Indeed, there is. Along with Romeo and Juliet, another play and character of Shakespeare made decisive contact with Hardenberg at this time. That character is Hamlet. Hardenberg mentions Hamlet explicitly only once in the pages of his journal—briefly toward the end in an entry dated June 29. In this passage, Hardenberg says simply “in the evening I retired to bed to read Hamlet” (II, 48). Not much to go on in itself, but in fact there are even more decisive, albeit implicit, references to Hamlet throughout the earlier entries of the journal.

Time and again, between the journal’s beginning on April 18 and the decisive experience on May 13, Hardenberg states that he is busy reading and rereading Goethe’s famous novel, Wilhelm Meisters Lehrjahre (Wilhelm Meister’s Apprenticeship). In the entries prior to May 13, he mentions Goethe’s novel nineteen times. Significantly, a large part of this influential novel’s plot and theme concerns Wilhelm Meister’s contemplation of Hamlet. The example of Hamlet, the play and character, has a decisively important formative influence on Wilhelm Meister’s development. In a sense, Hamlet is a lodestar for Goethe’s hero, and much of Goethe’s literary critical appraisal of Hamlet is contained in this novel.

In a well known characterization of Prince Hamlet in Book IV of Wilhelm Meister (which Rudolf Steiner echoed in his last lecture on Speech and Drama given September 23, 1924),5 Goethe characterized Hamlet as “wavering.” Hamlet, says Goethe, is a person between worlds, who cannot make up his mind or rise to the moral authority of the occasion. Goethe, behind the mask of his hero Wilhelm Meister, cites as Hamlet’s most critical lines: “The time is out of joint: O cursed spite, / That ever I was born to set it right.” Hamlet speaks this couplet after the appearance of his father’s ghost, which is a moment of supersensible insight that shapes Hamlet’s destiny decisively. Goethe then adds:

In these words, I imagine, will be found the key to Hamlet’s whole procedure. To me it is clear that Shakespeare meant, in the present case, to represent the effects of a great action laid upon a soul unfit for the performance of it. . . . A lovely, pure, noble, and most moral nature, without the strength of nerve which forms a hero, sinks beneath a burden it cannot bear and must not cast away. All duties are holy for him: the present is too hard. Impossibilities have been required of him—not in themselves impossibilities, but such for him. He winds and turns, torments himself; he advances and recoils; is ever put in mind, ever puts himself in mind; at last, does all but lose his purpose from his thoughts, yet still without recovering his peace of mind. (234)

The challenge, then, from Goethe’s point of view, is for Hamlet to shoulder the burden laid on him by his experience of the supersensible—as bodied forth by his father’s ghost. And for Goethe, Hamlet fails.

But Goethe, or perhaps Wilhelm Meister, misreads Shakespeare’s play and overlooks what has puzzled many readers (now and in the eighteenth century): the odd fifth act and the change that Hamlet undergoes during his sea voyage to England. We’re not dealing with the same Hamlet at all in Act Five. On the contrary, Hamlet’s character is immeasurably more complex and mysterious as a result of this final act, which begins in a cemetery with two clowns digging a grave for Hamlet’s girlfriend.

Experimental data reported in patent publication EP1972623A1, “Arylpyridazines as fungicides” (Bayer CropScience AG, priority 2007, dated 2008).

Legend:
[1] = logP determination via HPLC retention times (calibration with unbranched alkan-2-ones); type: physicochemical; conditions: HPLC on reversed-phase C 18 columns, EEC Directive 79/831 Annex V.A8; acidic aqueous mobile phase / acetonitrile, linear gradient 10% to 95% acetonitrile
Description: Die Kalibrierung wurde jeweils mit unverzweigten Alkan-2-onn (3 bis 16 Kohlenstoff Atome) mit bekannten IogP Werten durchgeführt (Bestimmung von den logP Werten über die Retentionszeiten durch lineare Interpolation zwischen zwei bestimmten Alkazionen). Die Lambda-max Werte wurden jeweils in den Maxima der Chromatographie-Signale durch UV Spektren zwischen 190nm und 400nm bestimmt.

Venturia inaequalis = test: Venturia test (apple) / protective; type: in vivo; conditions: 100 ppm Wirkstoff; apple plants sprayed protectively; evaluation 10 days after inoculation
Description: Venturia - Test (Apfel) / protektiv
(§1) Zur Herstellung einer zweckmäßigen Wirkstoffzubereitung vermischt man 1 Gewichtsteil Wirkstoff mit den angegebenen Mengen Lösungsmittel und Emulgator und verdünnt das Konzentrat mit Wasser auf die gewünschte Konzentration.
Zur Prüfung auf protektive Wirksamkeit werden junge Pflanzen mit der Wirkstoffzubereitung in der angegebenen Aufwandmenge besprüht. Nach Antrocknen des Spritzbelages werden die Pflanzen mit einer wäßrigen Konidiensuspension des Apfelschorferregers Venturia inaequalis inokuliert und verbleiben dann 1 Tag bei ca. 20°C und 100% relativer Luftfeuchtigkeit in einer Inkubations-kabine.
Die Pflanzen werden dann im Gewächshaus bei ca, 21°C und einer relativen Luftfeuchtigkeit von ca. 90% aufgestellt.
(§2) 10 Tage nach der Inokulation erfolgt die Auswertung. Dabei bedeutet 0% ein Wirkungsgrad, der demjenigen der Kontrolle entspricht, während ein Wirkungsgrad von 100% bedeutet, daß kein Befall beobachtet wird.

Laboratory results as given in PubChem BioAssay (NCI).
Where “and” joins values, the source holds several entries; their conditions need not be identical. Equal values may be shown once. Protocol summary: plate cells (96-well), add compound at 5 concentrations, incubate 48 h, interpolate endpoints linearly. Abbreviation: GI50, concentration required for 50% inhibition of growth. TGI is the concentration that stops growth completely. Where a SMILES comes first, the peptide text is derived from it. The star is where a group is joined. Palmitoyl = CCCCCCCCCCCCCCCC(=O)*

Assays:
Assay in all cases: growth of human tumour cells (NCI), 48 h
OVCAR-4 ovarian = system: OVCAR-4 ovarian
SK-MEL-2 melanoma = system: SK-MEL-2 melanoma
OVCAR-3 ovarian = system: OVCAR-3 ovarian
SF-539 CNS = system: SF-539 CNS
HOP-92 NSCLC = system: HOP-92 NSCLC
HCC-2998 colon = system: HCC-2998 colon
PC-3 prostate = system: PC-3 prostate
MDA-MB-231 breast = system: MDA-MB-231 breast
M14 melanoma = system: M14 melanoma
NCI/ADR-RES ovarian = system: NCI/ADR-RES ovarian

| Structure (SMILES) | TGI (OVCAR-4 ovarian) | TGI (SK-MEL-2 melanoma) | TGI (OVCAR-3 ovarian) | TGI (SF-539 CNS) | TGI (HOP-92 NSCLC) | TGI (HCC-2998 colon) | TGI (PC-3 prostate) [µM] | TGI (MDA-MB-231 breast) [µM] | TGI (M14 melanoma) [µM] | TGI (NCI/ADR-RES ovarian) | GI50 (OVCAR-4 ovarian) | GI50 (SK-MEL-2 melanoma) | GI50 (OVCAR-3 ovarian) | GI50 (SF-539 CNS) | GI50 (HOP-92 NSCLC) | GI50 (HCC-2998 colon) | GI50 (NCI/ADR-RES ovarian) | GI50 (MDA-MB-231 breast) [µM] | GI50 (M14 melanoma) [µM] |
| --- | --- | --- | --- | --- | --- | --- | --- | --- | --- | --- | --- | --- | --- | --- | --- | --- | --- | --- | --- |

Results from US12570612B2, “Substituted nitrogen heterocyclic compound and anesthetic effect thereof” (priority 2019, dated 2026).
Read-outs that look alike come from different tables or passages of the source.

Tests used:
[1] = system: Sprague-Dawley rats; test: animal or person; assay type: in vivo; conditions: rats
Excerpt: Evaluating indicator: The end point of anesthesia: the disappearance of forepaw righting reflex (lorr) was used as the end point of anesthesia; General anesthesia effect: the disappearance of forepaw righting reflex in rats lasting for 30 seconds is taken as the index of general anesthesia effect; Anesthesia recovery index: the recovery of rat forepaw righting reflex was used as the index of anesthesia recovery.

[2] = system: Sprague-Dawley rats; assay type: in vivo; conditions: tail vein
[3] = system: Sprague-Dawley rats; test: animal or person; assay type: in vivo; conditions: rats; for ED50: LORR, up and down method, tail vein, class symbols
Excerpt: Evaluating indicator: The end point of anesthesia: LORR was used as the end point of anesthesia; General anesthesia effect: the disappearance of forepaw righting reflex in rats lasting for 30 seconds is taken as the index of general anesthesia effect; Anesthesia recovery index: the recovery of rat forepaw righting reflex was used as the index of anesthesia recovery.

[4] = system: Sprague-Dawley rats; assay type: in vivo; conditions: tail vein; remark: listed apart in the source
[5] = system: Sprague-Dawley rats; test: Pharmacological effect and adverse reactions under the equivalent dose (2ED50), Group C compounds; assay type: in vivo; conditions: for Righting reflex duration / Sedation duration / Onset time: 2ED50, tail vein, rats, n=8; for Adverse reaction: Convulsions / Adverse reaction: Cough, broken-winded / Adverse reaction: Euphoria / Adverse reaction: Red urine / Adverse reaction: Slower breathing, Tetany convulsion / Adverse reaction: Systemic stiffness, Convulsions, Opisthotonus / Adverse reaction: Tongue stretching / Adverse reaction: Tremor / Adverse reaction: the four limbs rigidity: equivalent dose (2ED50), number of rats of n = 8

In Act Five, unlike our previous close observations of Hamlet, we observe that Hamlet has changed, but we do not know why. Something happened to him during the voyage to and from England. But it is something we haven’t seen. We only hear the gist of this transformation in lines that are arguably the culminating lines of the entire drama. These occur in Act V, scene ii, just before Hamlet begins the duel with Laertes. He speaks to Horatio:

There is a special providence in the fall of a sparrow. If it be now, ‘tis not to come; if it be not to come, it will be now; if it be not now, yet it will come. The readiness is all. Since no man has aught of what he leaves, what is’t to leave betimes? Let be.

These lines—spoken off-handedly and in prose—give echo to the famous soliloquy in Act III (“To be or not to be”) as well as to Hamlet’s dilemma generally, which is how to deal with Claudius. In speaking them, Hamlet shows that he has “overcome Hamlet.” Or rather, the wavering “I” who was the doubting individual, Prince Hamlet, has become one with his greater destiny, it would appear.

This mysterious, inner achievement parallels in many ways the achievement of Hardenberg in spring of 1797.

Friedrich von Hardenberg, at the beginning of his journal, poses for himself two contradictory goals: suicide or self-mastery. From April 18 until the journal concludes in early July, he “wavers” with indecision. Yet, he doesn’t swallow poison or drown. He keeps on observing himself and he keeps on reading and writing. And throughout this period of observation and “wavering,” the figure of Hamlet is constantly in sight, via the theatrical stage of Goethe’s novel Wilhelm Meister. As Hardenberg’s Journal tells us, Hardenberg perused Goethe’s novel often; he nearly knew it by heart (Mähl).